Tuesday, June 4, 2013

Tour de GREENbike in Salt Lake City

GREENbike is sponsored by Rio Tinto Mining and SelectHealth.
Public bike sharing has gotten a lot of attention as of late. Much of the recent activity is due to the launch of the New York City system, known as Citibike, which instantly became the largest system in the U.S. upon opening. While the size and impact of Citibike will likely change the landscape for bike sharing in this country, there are other, smaller systems that deserve credit for pioneering the concept, especially in places that are far more car-dependent and less dense than NYC. One of these is the GREENbike system in Salt Lake City, which opened a couple of months ago.

A GREENbike station kiosk.

While, at 10 stations, SLC's system is considerably smaller than the 300+ stations in NYC, it is an important step toward changing the way people perceive of transportation in a sprawling western locale. Utah is a great place to ride a bike, but as in many of the states in the region, residents seemingly mentally associate biking within a recreational sphere of activity, more so than for daily transportation. It is a goal of SLC Bike Share, the non-profit owner and operator of GREENbike to promote bicycle use for short utilitarian trips.

Not a traditional bike rental; prices are structured to encourage short-term use and turnover to other riders. It's simple to do a quick check-in and re-check out in the event that you're running out of time and want to keep the bike longer.
The green paint of the bikes is bright and vibrant.
I visited SLC for a conference and made it an objective to try GREENbike. During a lunch break, I completed what may be the first of what I'll call the Tour de GREENbike, similar to the Tour de B-cycle challenge ride that I completed in Denver during the initial year of Denver B-cycle. The Tour de B-cycle in Denver is a self-supported and self-initiated challenge ride to check out, ride and dock a bike at each station in the system, starting and ending at the same station. Check out. Ride. Dock. Repeat.

Map of the SLC GREENbike system.
After an initial setup through the kiosk interface at a station, my Denver B-cycle membership card worked flawlessly at GREENbike stations; reciprocity of use at any B-cycle-sourced system is a great advantage to annual membership. I rode the Tour de GREENbike in the same way that I rode the Tour de B-cycle in Denver, making my way to each of the stations successively, ending where I began. I don't know if or how SLC Bike Share tracks a Tour of their system, which they likely do not as I don't know if it has occurred to them to promote the challenge, but until otherwise I will stake claim to having done the circuit first. In the case that I was not the first to complete the Tour de GREENbike, I am willing to bet that I was the first to complete the circuit wearing a suit and tie.
Yes, that's me in a suit and tie. I had to present a paper at a conference about an hour after this photo.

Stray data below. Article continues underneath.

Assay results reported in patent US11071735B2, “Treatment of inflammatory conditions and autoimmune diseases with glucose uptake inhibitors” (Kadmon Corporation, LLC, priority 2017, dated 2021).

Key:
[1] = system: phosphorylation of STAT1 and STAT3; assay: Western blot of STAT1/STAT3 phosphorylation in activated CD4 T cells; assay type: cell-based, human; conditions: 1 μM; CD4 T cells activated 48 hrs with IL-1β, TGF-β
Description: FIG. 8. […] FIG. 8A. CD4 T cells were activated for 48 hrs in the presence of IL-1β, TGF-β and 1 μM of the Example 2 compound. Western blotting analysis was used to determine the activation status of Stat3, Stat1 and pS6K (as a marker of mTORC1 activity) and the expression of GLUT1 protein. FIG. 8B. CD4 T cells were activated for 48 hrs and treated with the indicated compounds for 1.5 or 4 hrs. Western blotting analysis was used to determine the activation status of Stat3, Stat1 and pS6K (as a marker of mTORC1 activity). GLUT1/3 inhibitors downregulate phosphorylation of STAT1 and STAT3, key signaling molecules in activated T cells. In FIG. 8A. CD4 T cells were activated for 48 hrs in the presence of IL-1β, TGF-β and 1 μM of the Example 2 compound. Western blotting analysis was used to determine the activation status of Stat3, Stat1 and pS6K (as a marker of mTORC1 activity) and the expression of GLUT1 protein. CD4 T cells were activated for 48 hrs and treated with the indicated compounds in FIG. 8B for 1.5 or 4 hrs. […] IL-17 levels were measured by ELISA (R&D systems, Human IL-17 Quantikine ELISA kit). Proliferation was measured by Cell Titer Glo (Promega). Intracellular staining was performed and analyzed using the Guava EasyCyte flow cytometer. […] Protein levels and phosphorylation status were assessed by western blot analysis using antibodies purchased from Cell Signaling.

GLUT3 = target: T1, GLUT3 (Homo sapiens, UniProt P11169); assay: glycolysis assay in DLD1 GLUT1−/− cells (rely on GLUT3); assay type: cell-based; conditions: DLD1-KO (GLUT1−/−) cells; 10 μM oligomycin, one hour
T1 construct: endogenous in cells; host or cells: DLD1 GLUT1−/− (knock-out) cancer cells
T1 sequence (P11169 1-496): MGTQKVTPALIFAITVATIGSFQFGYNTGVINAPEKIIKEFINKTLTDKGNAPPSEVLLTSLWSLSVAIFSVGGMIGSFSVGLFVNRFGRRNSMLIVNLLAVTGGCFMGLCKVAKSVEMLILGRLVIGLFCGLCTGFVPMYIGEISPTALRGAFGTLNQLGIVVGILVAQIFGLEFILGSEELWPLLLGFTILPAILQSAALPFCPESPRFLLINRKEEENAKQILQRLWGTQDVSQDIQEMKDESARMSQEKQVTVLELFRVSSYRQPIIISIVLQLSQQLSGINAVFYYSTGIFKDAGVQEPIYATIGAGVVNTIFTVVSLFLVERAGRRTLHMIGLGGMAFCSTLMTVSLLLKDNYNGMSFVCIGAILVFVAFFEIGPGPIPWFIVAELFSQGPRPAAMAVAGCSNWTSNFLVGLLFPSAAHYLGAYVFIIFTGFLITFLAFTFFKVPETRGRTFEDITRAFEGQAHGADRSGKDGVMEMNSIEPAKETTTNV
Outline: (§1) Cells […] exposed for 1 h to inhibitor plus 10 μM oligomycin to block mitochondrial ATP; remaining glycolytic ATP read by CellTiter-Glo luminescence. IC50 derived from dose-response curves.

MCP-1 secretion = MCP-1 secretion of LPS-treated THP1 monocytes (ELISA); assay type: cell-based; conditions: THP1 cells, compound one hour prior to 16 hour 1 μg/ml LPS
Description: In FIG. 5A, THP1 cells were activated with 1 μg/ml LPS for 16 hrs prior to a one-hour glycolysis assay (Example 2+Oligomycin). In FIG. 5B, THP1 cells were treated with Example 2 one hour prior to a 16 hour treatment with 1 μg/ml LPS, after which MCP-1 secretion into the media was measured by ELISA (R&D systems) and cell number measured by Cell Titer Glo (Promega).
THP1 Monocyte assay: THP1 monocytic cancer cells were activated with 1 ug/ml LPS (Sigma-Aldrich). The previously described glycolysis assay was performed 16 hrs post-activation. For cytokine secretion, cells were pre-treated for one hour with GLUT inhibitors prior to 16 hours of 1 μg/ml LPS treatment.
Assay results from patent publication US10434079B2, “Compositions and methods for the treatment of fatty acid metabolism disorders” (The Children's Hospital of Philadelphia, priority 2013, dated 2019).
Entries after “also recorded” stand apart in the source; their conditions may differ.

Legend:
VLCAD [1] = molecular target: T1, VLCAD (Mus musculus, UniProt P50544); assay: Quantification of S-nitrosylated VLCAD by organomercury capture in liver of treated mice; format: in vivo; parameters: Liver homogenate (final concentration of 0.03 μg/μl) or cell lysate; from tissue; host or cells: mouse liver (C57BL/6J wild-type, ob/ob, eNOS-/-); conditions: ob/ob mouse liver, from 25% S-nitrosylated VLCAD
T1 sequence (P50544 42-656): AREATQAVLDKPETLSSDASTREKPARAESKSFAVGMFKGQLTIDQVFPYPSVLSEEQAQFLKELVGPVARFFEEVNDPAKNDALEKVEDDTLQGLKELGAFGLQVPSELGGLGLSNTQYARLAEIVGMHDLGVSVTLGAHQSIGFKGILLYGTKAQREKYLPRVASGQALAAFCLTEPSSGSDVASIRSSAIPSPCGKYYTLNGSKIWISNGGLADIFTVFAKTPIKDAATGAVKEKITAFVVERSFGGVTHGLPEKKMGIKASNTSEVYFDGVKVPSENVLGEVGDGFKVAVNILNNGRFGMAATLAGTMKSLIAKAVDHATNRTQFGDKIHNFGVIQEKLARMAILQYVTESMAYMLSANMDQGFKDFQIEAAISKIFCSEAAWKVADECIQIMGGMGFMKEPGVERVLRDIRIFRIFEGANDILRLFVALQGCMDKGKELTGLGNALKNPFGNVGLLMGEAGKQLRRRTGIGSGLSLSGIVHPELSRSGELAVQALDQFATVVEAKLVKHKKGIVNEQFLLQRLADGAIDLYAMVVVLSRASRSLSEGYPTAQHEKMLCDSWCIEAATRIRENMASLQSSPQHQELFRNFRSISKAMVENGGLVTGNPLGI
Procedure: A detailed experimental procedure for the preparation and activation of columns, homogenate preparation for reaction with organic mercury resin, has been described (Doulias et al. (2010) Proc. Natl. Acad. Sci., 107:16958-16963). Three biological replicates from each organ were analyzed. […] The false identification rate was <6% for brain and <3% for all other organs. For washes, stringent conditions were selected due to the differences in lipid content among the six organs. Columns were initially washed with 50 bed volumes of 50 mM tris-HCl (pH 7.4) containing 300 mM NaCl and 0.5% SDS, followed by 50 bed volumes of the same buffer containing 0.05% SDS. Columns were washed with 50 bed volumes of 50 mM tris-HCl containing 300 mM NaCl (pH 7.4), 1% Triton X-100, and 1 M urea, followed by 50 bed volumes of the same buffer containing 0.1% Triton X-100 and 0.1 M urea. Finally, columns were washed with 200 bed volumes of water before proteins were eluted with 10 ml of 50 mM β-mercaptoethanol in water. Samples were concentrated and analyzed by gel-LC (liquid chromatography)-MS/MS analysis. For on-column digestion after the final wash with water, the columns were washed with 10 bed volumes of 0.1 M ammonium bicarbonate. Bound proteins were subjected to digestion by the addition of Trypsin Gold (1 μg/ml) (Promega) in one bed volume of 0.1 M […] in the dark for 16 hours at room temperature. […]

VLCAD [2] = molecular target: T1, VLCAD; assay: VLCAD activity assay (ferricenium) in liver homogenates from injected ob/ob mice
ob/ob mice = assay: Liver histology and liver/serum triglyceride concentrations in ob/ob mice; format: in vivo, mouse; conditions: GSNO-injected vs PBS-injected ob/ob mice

I started out on GREENbike number 006, but migrated to several others throughout the ride.
I completed the ride on a sunny day of 77F degrees in about an hour, taking time to explore the city a bit, and to catalog some notable bike infrastructure I encountered along the way. It had been several years since I had last visited SLC, and I'd never ridden a bike there, so it was a great way to experience the city.

Painted bike routes were on several streets downtown. This is something that could very well be done in Denver to direct bicyclists along preferred routes.
This appeared to be a bike box designated to help bicyclists turn left, however I was confused a bit by the location of its placement on the street. It had been only recently applied and perhaps it was oriented incorrectly.
This GREENbike station was placed in former on-street car parking spaces and adjacent to a bike lane. This type of outlay could open up some possibilities in several Denver neighborhoods, but as yet has not been implemented in Denver.
This bike shop was actively promoting GREENbike. A rising tide floats all boats, as they say.
I found that much of the area in which SLC's GREENbike stations are located is well-supported through bicycle infrastructure, though there are a few streets that need improvement or where the traffic volume or speed is too high to be comfortable for the key demographic group of "interested but concerned" riders.

I could tell that much of the bike infrastructure was new or recently installed, so it is likely that SLC has made a lot of advancement to support GREENbike and a growing bike culture. Gleaming bike racks were in abundance, as were people riding. I saw evidence of a thriving bike culture not only in tattooed hipsters on fixies and kitted-out mamils, but more importantly, in family groups with kids riding down well-marked lanes, and casually dressed people on three-speeds with baskets of groceries. Fairly impressive.

I finished my circuit of the Tour de GREENbike and celebrated with a bahn mi sandwich from a food truck in a park buzzing with activity. I'm not familiar with the recent history of bicycling in SLC, but it would appear as though the addition of GREENbike and other improvements is aiming the trajectory of biking toward a brighter future.
Me at the finish line, much better prepared for my presentation after some time on a bike.
Having a bahn mi sandwich in a park following a ride is a great recipe for lunch.

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